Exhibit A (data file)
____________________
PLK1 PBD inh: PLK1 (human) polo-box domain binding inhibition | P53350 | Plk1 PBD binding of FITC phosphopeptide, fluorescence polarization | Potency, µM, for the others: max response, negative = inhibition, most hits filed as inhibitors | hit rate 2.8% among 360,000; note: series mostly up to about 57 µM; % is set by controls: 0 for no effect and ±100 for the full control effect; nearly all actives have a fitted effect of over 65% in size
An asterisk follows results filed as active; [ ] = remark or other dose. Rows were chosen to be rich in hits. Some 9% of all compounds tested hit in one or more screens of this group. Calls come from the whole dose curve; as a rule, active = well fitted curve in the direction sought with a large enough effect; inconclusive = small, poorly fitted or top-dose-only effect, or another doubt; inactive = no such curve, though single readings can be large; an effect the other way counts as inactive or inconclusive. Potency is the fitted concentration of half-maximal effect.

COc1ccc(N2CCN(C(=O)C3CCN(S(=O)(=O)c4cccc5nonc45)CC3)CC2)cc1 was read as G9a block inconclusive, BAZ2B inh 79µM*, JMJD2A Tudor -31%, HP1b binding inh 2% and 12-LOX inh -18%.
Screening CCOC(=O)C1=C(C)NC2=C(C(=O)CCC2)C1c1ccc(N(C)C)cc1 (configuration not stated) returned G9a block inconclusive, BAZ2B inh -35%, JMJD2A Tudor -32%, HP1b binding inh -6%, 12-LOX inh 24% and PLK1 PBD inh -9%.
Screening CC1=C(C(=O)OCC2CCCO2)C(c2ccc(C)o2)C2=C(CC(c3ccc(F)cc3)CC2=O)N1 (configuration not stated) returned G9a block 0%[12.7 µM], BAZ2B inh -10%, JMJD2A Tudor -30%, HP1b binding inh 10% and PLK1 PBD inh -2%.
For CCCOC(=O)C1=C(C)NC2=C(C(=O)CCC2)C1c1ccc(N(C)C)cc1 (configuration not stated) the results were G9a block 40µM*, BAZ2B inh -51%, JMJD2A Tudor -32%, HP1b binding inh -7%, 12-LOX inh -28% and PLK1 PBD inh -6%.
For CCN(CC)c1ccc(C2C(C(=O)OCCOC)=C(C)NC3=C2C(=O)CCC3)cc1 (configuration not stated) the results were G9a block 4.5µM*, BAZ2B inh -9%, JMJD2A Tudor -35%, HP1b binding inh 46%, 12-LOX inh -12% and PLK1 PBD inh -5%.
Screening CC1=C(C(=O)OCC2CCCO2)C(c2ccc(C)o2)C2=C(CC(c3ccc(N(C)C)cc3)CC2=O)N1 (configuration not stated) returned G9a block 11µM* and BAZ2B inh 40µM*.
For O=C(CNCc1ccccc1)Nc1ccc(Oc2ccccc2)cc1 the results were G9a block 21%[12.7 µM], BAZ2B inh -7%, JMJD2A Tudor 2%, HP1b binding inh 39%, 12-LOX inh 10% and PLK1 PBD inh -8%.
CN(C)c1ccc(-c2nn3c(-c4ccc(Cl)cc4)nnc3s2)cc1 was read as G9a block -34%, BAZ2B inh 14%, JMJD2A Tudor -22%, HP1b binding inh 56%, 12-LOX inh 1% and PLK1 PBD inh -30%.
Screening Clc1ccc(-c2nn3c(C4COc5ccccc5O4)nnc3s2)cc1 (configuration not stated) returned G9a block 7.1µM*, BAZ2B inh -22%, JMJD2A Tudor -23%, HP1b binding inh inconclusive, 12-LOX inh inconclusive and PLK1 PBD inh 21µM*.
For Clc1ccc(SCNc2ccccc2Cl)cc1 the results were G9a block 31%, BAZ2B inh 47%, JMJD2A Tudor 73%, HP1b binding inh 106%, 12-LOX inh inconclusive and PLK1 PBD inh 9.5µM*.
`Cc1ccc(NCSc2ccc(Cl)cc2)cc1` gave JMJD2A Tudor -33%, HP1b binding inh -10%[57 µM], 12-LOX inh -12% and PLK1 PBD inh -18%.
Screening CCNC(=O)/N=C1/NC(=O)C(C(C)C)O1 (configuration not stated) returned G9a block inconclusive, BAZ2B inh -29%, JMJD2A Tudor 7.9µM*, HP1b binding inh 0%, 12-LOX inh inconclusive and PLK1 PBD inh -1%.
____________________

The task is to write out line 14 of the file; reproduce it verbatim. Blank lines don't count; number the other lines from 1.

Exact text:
Screening CCNC(=O)/N=C1/NC(=O)C(C(C)C)O1 (configuration not stated) returned G9a block inconclusive, BAZ2B inh -29%, JMJD2A Tudor 7.9µM*, HP1b binding inh 0%, 12-LOX inh inconclusive and PLK1 PBD inh -1%.